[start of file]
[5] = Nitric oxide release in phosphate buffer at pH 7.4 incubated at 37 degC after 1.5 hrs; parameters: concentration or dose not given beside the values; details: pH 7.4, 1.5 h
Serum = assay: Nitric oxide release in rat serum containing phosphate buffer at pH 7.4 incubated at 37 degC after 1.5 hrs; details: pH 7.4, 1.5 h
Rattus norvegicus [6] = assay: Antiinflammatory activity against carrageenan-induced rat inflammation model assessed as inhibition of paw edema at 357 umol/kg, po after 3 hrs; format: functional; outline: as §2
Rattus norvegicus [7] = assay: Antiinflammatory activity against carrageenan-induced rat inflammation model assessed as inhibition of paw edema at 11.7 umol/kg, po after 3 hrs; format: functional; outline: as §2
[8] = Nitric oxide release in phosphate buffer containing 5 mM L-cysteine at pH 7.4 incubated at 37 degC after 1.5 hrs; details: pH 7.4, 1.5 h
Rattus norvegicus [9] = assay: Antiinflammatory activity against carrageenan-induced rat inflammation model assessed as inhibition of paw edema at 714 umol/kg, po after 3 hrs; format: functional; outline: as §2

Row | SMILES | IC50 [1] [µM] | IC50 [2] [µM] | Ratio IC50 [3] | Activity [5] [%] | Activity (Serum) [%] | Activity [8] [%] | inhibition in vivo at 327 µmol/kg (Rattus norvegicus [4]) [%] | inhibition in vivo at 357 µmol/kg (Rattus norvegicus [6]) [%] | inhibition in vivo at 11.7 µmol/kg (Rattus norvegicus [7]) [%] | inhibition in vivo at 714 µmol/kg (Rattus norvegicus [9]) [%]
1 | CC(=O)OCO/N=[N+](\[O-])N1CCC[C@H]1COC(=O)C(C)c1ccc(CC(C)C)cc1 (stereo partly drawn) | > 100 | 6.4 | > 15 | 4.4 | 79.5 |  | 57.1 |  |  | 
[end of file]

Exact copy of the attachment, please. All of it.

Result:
[5] = Nitric oxide release in phosphate buffer at pH 7.4 incubated at 37 degC after 1.5 hrs; parameters: concentration or dose not given beside the values; details: pH 7.4, 1.5 h
Serum = assay: Nitric oxide release in rat serum containing phosphate buffer at pH 7.4 incubated at 37 degC after 1.5 hrs; details: pH 7.4, 1.5 h
Rattus norvegicus [6] = assay: Antiinflammatory activity against carrageenan-induced rat inflammation model assessed as inhibition of paw edema at 357 umol/kg, po after 3 hrs; format: functional; outline: as §2
Rattus norvegicus [7] = assay: Antiinflammatory activity against carrageenan-induced rat inflammation model assessed as inhibition of paw edema at 11.7 umol/kg, po after 3 hrs; format: functional; outline: as §2
[8] = Nitric oxide release in phosphate buffer containing 5 mM L-cysteine at pH 7.4 incubated at 37 degC after 1.5 hrs; details: pH 7.4, 1.5 h
Rattus norvegicus [9] = assay: Antiinflammatory activity against carrageenan-induced rat inflammation model assessed as inhibition of paw edema at 714 umol/kg, po after 3 hrs; format: functional; outline: as §2

Row | SMILES | IC50 [1] [µM] | IC50 [2] [µM] | Ratio IC50 [3] | Activity [5] [%] | Activity (Serum) [%] | Activity [8] [%] | inhibition in vivo at 327 µmol/kg (Rattus norvegicus [4]) [%] | inhibition in vivo at 357 µmol/kg (Rattus norvegicus [6]) [%] | inhibition in vivo at 11.7 µmol/kg (Rattus norvegicus [7]) [%] | inhibition in vivo at 714 µmol/kg (Rattus norvegicus [9]) [%]
1 | CC(=O)OCO/N=[N+](\[O-])N1CCC[C@H]1COC(=O)C(C)c1ccc(CC(C)C)cc1 (stereo partly drawn) | > 100 | 6.4 | > 15 | 4.4 | 79.5 |  | 57.1 |  |  | 